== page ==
# What is the W in UVW mapping?

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I know what the U and the V is for. They are the coordinates for the vertex on a 2D image. They have a value from 0.0 to 1.0. So a triangle has 3 vertex, and thus 3 coordiantes on an image to where it will get the image pice for the triangle but ... what is the W for? I found some explanation via google, but I can't understand it well ... could someone try explain?

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In context of texture coordinates, w is the third dimension of a texture coordinate. It can be used with u and v to address texels of a volume or a cubemap, for example.

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huh?

not that I understood much ... but where would the W come in handy?

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Consider a 3d array of texels, AKA a volume texture. It's conceptually comprised of one or more "slices" which can be thought of 2d images stacked on top of each other.

To address an individual slice's texels, you use the U and V coordinates. With conjunction to these, you use W to select which slice to sample the texel U, V from. In practice, W is often filtered so that the texture sample comes from 2 nearest slices that it matches - just like U and V are filtered - with bilinear interpolation.

Then, a cubemap: consider a cube comprised of 6 textures representing each face. To address this type of texture meaningfully, you need three-dimensional texture coordinate vector (UVW), in contrast to a 2d texture which can be addressed with a two-dimensional vector (UV).

There are other uses, but they are more advanced and IMHO should be studied after aforementioned concepts are clear in your mind.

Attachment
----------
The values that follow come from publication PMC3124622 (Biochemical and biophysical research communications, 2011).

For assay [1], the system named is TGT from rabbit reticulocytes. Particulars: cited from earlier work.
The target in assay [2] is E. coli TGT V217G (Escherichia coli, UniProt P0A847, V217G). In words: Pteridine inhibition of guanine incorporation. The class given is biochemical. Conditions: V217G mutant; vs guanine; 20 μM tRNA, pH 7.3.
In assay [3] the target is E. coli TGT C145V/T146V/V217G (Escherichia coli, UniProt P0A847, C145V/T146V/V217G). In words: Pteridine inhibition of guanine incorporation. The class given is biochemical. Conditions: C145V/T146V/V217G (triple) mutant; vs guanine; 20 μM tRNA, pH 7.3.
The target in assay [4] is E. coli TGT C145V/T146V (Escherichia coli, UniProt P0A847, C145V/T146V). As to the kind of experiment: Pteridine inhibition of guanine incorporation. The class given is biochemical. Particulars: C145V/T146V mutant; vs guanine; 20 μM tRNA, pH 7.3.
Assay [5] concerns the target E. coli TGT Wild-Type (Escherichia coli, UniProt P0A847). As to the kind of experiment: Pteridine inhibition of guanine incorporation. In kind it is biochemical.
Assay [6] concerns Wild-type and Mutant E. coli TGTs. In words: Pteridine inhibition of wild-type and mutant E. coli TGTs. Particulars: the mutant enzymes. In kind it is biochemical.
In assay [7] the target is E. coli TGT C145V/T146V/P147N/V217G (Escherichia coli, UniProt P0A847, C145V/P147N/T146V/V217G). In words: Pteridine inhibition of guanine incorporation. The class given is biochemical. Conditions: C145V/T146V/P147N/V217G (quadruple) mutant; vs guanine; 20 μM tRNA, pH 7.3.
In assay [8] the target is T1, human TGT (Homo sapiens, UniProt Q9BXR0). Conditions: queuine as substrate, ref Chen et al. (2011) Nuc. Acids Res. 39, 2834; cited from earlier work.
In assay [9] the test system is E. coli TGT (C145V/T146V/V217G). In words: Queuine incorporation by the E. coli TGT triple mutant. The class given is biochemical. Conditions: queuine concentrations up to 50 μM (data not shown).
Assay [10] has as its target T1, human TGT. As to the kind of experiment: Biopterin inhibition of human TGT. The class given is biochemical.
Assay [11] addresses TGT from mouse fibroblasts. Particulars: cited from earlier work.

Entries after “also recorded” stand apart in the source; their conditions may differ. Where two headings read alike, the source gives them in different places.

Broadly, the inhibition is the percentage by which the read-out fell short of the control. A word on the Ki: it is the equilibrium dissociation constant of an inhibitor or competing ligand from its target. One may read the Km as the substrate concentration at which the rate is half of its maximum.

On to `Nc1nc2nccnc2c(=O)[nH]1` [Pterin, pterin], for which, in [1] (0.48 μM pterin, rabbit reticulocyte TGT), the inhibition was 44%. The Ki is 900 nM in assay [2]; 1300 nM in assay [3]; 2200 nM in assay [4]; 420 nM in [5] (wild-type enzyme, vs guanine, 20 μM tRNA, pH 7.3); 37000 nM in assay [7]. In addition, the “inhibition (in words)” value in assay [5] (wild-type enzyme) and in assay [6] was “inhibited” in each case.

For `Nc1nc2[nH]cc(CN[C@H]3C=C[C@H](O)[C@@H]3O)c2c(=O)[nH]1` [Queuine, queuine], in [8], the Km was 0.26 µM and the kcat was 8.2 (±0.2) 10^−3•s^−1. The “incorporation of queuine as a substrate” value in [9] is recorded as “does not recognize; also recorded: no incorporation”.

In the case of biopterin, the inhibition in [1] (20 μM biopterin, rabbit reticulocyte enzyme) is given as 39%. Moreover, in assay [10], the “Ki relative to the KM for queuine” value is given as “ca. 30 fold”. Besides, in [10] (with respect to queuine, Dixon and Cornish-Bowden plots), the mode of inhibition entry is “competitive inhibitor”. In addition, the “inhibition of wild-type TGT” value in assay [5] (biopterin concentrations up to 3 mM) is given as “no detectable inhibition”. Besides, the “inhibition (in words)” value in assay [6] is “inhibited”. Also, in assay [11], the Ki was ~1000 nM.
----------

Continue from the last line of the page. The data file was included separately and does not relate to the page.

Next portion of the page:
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ok ... Is it so that if you had a square (2 triangles), and gave the square 2 textures, one grass and one bricks, then you could make a "road" of bricks over the square?

Several games I see seems to blend textures like this, and I suspect it is not done in PS...

EDIT: eh my brain is a bit slow ... I guess you would need several polys to create this road sine the UVW info is only on each vertex ... but the W is used to make a transistion from one texture to another?

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Nearly, but not quite. You could do that with a 3d texture, but that's not all.

A 2d texture is represented as a 2d array yeah? like char texture[128][128].
A 3d texture would be represented as a 3d array like char texture[128][128][128].

can you see why you'd need 3 texture coords to map a 3d texture?

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I think I do .... but then I wouldn't quite know where and why to use it ...

Du you have any examples of using such texturing?

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Why do you need an example? 3D texturing is a tool like any other, you just use when and how you want to (i.e. using your imagination).

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this might help illustrate. The vase is textured with a 3d texture.

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Imagine a tree trunck in a game that gets hit by a passing rocket (bullet, car, whatever...) and a part chips of. Now suppose that the size and shape of the chip are always different (depending on impact, size, direction, etc.) how would you determine the texture coordinates of the chip and the remaining stump... What you need is three-D texture information of the woodtexture. Knowing only the surface texture coordinates (wrapping some bitmap around the trunk) isn't enough anymore. This is one example of 3D texturing.

Another example is a good old 2D texture that changes over time. E.g.: decaying paint, rusting iron. In these cases consider the third dimension as time. Slowly moving the w-coordinate as time goes by animates the texture. Clouds are often simulated like that...

Cheers

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